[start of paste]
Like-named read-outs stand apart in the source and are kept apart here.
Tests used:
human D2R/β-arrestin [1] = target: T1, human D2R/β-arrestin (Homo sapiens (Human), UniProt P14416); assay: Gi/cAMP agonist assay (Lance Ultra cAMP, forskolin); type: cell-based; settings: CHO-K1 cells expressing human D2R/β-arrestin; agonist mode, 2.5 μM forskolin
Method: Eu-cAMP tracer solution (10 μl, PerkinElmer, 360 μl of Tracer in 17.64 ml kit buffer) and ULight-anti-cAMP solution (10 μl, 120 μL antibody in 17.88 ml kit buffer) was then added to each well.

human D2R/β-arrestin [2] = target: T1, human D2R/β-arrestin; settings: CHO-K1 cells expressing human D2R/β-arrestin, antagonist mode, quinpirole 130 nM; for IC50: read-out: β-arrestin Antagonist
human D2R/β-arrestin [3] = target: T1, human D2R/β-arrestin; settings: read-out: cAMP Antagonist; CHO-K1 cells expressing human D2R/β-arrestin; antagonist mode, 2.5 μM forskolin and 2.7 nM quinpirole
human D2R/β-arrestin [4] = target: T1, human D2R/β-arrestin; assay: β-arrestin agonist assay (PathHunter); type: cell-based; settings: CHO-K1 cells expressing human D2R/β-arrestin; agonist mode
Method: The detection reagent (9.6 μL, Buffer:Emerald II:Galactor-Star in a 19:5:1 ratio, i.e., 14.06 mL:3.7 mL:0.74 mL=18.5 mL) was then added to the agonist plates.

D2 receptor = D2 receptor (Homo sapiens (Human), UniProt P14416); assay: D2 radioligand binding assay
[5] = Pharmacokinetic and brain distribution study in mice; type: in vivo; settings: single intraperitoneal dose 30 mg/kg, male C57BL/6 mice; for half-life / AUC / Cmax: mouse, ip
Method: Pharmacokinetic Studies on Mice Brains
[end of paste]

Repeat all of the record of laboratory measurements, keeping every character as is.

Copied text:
Like-named read-outs stand apart in the source and are kept apart here.
Tests used:
human D2R/β-arrestin [1] = target: T1, human D2R/β-arrestin (Homo sapiens (Human), UniProt P14416); assay: Gi/cAMP agonist assay (Lance Ultra cAMP, forskolin); type: cell-based; settings: CHO-K1 cells expressing human D2R/β-arrestin; agonist mode, 2.5 μM forskolin
Method: Eu-cAMP tracer solution (10 μl, PerkinElmer, 360 μl of Tracer in 17.64 ml kit buffer) and ULight-anti-cAMP solution (10 μl, 120 μL antibody in 17.88 ml kit buffer) was then added to each well.

human D2R/β-arrestin [2] = target: T1, human D2R/β-arrestin; settings: CHO-K1 cells expressing human D2R/β-arrestin, antagonist mode, quinpirole 130 nM; for IC50: read-out: β-arrestin Antagonist
human D2R/β-arrestin [3] = target: T1, human D2R/β-arrestin; settings: read-out: cAMP Antagonist; CHO-K1 cells expressing human D2R/β-arrestin; antagonist mode, 2.5 μM forskolin and 2.7 nM quinpirole
human D2R/β-arrestin [4] = target: T1, human D2R/β-arrestin; assay: β-arrestin agonist assay (PathHunter); type: cell-based; settings: CHO-K1 cells expressing human D2R/β-arrestin; agonist mode
Method: The detection reagent (9.6 μL, Buffer:Emerald II:Galactor-Star in a 19:5:1 ratio, i.e., 14.06 mL:3.7 mL:0.74 mL=18.5 mL) was then added to the agonist plates.

D2 receptor = D2 receptor (Homo sapiens (Human), UniProt P14416); assay: D2 radioligand binding assay
[5] = Pharmacokinetic and brain distribution study in mice; type: in vivo; settings: single intraperitoneal dose 30 mg/kg, male C57BL/6 mice; for half-life / AUC / Cmax: mouse, ip
Method: Pharmacokinetic Studies on Mice Brains